What began as Mideast conspiracy theory now has the distinction of being an aspirational presidential legacy. Benjamin Rhodes, Obama’s deputy national security advisor and the director of strategic communications, privately whispers about what a great ally Iran would make, so much more responsible and well-behaved than those awful Gulf states which are now reluctantly enlisted as avowed partners in a coalition against ISIS....
It’s hard to overstate the sense of anxiety American allies in the Middle East now feel about the course American policy has taken in their neighborhood as the result of a president who wants only one thing before he leaves office: to bring America’s regional nemesis in from the cold. Even allies whose support the current administration deems uncontroversial feel abandoned or short-changed. An official in the Kurdistan Regional Government told me recently that while he applauds US airstrikes, which kept ISIS from storming Erbil, most of the rest of the advertised effort to beat the jihadists is false advertising. “The weapons we have to fight them are fucking ridiculous,” the official said, noting the stark contrast with the heavy-duty materiel such as Abrams tanks and Humvees which both ISIS and the Shiite militias have stolen from the United States. “We should have blown ourselves up or beheaded some soldiers. Then we would have gotten weapons.”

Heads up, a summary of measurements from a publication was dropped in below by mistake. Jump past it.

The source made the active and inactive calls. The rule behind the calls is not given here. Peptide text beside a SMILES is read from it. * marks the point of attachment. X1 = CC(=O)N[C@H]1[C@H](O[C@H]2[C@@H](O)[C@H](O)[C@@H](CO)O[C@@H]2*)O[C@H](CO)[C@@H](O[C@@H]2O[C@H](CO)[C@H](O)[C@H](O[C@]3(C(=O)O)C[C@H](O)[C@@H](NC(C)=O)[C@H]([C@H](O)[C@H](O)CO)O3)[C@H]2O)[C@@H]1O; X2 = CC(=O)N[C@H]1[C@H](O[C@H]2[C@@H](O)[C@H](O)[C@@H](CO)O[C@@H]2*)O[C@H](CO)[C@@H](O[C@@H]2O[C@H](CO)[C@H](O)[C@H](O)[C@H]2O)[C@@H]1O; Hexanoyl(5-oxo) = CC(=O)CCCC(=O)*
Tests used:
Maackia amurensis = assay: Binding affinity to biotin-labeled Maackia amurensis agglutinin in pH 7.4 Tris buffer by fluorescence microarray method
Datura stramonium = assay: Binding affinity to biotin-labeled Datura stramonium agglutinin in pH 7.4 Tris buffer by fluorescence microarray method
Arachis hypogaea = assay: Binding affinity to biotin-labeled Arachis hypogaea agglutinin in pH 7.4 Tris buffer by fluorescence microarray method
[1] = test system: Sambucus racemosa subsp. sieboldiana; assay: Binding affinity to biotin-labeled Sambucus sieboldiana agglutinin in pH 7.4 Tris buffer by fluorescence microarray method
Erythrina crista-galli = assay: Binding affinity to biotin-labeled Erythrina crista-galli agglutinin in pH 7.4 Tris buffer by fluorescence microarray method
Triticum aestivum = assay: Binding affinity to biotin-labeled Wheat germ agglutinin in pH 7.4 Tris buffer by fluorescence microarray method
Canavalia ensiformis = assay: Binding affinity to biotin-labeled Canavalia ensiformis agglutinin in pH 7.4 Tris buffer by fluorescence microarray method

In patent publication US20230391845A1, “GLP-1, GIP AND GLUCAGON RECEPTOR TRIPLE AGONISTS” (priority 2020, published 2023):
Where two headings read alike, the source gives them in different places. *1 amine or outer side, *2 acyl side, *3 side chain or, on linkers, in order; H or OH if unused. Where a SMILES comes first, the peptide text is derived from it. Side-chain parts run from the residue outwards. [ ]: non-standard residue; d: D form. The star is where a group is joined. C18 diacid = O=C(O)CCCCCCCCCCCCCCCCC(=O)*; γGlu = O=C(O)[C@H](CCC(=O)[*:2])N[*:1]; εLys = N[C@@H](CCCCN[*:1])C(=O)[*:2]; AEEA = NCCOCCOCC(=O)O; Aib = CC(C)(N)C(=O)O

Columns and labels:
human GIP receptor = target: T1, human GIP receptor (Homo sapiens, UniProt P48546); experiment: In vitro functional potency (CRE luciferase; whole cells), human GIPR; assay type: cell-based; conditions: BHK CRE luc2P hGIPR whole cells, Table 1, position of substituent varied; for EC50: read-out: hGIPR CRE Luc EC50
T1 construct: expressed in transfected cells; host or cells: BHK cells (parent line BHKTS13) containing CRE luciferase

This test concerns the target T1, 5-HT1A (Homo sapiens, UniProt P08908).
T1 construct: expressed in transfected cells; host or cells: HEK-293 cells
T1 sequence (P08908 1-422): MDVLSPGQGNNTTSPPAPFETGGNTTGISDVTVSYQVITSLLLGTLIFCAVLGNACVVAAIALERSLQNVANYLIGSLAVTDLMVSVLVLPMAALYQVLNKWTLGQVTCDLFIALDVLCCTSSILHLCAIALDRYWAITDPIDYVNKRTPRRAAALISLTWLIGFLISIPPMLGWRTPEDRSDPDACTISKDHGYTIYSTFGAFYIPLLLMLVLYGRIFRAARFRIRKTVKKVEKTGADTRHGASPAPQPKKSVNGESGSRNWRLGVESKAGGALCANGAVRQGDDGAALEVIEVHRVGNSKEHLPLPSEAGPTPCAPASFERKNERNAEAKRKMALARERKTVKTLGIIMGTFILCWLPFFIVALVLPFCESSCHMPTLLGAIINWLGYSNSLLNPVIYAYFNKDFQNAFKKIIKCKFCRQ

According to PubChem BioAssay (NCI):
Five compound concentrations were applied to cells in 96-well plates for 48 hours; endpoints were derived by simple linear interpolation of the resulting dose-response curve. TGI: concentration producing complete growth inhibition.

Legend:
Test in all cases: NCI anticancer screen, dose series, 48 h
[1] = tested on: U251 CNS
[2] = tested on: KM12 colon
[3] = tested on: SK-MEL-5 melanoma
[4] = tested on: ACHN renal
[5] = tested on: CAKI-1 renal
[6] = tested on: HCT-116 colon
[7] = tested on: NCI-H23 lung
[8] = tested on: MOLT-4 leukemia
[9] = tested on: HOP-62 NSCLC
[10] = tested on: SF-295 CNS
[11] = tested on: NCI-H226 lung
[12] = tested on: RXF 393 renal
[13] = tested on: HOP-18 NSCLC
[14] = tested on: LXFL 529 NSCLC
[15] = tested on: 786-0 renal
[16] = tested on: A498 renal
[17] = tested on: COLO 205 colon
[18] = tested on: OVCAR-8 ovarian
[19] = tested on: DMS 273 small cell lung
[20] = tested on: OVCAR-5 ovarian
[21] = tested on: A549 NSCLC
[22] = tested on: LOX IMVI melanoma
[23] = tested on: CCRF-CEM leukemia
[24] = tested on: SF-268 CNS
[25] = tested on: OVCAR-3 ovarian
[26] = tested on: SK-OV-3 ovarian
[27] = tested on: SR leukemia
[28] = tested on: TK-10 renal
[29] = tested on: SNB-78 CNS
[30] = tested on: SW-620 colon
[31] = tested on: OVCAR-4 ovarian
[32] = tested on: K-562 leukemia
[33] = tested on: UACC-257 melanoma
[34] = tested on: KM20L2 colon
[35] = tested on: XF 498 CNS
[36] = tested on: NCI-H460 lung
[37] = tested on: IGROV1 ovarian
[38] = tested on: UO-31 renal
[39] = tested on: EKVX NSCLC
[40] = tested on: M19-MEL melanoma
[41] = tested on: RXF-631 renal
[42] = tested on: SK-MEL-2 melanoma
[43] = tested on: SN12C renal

Nosheen Iqbal at CiF:
[D]o you actually remember what it was like to be 15?
This is what springs to mind as I read through many of the comment pieces on the three schoolgirls who seem to have disappeared to Syria. Leave them to rot, scream the headlines. They’re colluding with evil! These jihadi devil-women know exactly what they’re doing, and will get all they deserve on arrival in Syria! But does anyone actually remember, in hindsight, how stupid they were at that age?
When I was 15 I used to go to early morning Sunday communion, having recently been confirmed, and would walk back home feeling especially pious, in a kind of "hello birds! hello bees!" trance. After three months or so I decided it was all nonsense - or perhaps the effects of that sip of communion wine on an empty stomach - and never looked back. Heading off to Syria to join a bunch of head-chopping fanatics may not be quite the same, but she's making a reasonable point here. 15 is 15, whether in the cosy Anglican world, or in the violent world of a would-be jihadi.
They have been brainwashed by an ideology many times more threatening than a regular cult: Isis is offering religious power to its victims, selling the idea that recruits become a type of turbo-Muslim, and that theirs is a legitimate adventure because it is one sanctioned by God. Isis has Hollywood-ised war, made barbarity so blockbuster, that it looks cartoonishly unreal to a young, malleable mind. Plenty of teenagers love violence – this isn’t new. The shock seems to be that girls, as well as boys, appear to have an appetite for it....